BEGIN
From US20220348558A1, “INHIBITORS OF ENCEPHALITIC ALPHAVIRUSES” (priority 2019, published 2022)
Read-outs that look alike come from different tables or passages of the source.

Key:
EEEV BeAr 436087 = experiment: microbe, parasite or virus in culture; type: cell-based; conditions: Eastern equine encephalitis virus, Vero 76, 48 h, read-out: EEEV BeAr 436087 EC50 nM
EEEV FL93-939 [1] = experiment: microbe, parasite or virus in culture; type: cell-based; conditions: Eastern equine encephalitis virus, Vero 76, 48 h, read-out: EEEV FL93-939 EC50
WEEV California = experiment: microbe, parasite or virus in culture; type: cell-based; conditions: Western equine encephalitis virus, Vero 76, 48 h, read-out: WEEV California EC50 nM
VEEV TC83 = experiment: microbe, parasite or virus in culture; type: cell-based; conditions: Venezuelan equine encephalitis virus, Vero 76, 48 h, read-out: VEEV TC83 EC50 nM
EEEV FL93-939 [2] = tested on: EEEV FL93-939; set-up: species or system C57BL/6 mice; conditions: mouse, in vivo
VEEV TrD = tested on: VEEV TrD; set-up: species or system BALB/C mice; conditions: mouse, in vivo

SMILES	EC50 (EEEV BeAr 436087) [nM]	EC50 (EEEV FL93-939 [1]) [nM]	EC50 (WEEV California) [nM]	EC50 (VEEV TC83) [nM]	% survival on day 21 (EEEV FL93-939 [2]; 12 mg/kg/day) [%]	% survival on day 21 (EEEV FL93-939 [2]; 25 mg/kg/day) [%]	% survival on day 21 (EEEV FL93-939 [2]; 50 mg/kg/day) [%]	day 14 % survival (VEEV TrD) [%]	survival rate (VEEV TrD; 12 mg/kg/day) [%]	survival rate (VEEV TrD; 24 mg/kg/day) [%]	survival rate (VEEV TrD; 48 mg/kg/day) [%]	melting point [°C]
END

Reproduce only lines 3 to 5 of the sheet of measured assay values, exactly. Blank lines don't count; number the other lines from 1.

Key:
EEEV BeAr 436087 = experiment: microbe, parasite or virus in culture; type: cell-based; conditions: Eastern equine encephalitis virus, Vero 76, 48 h, read-out: EEEV BeAr 436087 EC50 nM
EEEV FL93-939 [1] = experiment: microbe, parasite or virus in culture; type: cell-based; conditions: Eastern equine encephalitis virus, Vero 76, 48 h, read-out: EEEV FL93-939 EC50